“Just Be Yourself” – #TaketheMaskOff

Neurotypical people say this a lot. I’ve heard it many times, followed by “relax!” like I wasn’t relaxing properly. It is not easy to be yourself in a neurotypical society. This is what neurotypical people don’t realize when they tell autistic people to be themselves.

I want to talk about what happens in an autistic person’s daily life when they don’t mask, because it’s not something neurotypical people likely see. They don’t see us being misinterpreted, talked over, or assumed to be rude. So, these are some of the reasons why we need to mask, why we need to feel safe in a society that isn’t naturally welcoming to us.

People say “oh well we all mask!” like it’s some sort of exhausting thing for neurotypical people too. But the difference is what happens when we do not mask, when we are too exhausted to mask, or when we are actively defiant of neurotypical norms.

Neurotypical Reactions to Unmasked Autistics:

Daily Misinterpretation

The first time I truly asked a math teacher a question in class that I felt would truly show my incompetence, their response was to rehash the entire concept that they had just taught to the whole class. I had already understood the concept. I felt embarrassed because she had completely misinterpreted my question. I was asking about the wording of the problem and what was being asked of me very specifically, not about the concept I needed to utilize. She explained the concept again, and acted like she had answered my question, and walked to another student. I was left in confusion and frustration. If I had asked 50% of the questions I never asked in school, I probably would’ve gotten very similar responses from teachers. I was slightly relieved I had only started asking questions in high school, and how much humiliation was saved from not asking questions.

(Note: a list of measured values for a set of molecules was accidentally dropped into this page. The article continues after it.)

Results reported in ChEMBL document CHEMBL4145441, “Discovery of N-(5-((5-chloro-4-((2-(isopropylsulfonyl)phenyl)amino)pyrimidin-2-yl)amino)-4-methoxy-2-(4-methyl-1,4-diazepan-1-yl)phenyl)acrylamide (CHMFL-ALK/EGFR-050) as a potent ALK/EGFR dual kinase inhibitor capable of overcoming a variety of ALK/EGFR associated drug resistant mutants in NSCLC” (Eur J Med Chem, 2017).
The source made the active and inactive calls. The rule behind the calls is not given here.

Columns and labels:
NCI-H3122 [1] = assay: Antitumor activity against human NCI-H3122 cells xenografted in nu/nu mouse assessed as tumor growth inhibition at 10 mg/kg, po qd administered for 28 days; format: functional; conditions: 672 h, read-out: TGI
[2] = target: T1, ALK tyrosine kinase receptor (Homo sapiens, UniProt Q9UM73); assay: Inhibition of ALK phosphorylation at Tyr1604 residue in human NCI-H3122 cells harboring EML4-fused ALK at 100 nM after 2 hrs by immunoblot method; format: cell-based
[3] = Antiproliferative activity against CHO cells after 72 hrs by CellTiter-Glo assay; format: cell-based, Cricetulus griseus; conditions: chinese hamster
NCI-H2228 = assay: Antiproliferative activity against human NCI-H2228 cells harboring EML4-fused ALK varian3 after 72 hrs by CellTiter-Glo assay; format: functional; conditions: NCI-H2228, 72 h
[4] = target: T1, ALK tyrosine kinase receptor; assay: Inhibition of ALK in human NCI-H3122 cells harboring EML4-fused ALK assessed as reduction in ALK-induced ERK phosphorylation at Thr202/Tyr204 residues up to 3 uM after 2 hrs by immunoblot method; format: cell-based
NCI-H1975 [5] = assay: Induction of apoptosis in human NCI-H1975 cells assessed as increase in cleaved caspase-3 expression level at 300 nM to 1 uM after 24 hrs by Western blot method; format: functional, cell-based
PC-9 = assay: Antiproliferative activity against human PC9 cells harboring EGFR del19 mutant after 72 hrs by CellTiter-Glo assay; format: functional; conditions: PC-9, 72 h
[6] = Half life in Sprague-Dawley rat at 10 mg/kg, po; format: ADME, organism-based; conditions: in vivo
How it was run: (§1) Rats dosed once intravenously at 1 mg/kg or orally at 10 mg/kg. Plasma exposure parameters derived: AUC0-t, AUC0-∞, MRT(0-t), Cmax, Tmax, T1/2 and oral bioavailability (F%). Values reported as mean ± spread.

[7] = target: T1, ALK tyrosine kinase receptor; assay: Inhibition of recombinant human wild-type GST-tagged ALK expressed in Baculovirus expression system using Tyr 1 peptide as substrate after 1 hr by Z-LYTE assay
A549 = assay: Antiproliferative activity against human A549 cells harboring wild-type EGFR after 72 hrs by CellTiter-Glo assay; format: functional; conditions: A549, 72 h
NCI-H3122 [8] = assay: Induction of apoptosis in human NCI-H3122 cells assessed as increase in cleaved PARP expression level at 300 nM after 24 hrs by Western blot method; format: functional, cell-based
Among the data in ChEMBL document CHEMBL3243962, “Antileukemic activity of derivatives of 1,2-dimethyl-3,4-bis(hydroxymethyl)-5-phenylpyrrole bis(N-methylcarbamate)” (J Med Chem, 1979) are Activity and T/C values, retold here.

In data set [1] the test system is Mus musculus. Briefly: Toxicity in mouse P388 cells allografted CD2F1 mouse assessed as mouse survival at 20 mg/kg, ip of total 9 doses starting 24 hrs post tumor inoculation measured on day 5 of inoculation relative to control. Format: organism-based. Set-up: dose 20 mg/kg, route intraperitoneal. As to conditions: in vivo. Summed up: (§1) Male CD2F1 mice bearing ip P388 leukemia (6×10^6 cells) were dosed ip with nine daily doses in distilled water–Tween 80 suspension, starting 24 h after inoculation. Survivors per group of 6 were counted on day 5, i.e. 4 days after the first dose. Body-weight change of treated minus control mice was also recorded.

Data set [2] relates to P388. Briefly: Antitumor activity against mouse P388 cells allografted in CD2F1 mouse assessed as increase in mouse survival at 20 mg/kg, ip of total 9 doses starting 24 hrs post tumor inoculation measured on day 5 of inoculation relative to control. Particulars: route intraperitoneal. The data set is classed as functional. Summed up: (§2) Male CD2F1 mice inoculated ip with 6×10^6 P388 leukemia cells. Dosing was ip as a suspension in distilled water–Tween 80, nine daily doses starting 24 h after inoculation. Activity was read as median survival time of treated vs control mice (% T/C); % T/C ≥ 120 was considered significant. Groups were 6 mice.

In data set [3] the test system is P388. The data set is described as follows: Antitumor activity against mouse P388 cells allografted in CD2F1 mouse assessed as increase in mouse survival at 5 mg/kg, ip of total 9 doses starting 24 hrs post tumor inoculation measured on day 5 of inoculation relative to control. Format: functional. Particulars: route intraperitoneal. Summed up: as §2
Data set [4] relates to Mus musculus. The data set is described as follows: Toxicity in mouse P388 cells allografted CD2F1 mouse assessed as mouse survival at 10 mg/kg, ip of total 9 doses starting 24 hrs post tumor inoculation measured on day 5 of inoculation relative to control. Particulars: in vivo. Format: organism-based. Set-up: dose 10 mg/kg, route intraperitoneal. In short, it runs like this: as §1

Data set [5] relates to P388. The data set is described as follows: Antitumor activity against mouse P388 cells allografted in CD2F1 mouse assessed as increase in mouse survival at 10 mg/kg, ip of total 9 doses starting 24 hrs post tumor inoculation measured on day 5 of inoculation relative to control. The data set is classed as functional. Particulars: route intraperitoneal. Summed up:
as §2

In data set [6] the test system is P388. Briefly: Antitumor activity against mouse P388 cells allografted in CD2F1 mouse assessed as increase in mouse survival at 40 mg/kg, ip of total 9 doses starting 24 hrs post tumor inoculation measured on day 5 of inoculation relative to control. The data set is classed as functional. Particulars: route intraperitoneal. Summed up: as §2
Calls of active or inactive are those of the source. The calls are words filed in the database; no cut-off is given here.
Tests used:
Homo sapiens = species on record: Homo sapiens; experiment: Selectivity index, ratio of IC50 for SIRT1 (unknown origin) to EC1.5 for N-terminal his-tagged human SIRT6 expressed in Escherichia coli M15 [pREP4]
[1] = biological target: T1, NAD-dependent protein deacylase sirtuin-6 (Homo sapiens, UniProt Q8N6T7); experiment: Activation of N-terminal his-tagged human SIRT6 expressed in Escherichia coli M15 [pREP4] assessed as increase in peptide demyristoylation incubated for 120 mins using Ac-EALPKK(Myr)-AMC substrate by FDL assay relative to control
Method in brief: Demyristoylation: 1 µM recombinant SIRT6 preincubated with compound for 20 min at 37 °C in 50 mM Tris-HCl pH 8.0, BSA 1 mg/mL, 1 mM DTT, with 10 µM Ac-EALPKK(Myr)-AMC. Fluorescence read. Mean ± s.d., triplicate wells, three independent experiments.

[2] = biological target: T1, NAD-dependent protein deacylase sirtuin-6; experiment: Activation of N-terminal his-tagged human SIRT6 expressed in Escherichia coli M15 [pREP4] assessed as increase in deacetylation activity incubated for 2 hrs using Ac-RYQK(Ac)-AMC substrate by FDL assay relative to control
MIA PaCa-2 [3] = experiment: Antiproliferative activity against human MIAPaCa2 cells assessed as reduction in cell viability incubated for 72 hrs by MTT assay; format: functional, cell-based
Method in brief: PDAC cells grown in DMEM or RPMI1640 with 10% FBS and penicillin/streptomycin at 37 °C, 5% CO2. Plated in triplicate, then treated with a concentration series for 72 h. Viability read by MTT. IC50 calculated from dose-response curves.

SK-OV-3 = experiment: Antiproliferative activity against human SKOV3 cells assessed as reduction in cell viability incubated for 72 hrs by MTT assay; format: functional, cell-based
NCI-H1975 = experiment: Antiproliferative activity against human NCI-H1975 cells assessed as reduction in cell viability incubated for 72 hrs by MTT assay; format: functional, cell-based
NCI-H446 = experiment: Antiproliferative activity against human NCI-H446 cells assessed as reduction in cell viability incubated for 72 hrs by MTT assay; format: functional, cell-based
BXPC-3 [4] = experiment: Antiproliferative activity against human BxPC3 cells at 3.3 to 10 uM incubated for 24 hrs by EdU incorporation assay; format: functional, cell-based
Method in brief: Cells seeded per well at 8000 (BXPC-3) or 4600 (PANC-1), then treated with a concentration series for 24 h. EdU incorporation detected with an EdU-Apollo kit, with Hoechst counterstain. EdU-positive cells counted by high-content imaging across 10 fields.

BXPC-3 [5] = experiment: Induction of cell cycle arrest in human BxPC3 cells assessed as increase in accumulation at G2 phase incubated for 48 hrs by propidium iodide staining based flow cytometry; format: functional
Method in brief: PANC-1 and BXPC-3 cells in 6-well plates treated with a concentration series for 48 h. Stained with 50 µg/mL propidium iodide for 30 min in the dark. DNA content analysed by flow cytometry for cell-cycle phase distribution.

This kind of misinterpretation still plagues me. Many times, I will feel as if I’m saying exactly what someone else is saying, but they will not understand my analogy. They will think I am saying something completely different, and only when I repeat what they said on their terms, do they agree with me. Oftentimes it is easier to simply try to solve the problem myself than to ask, because asking is just one more problem to be solved.

Verbal Ability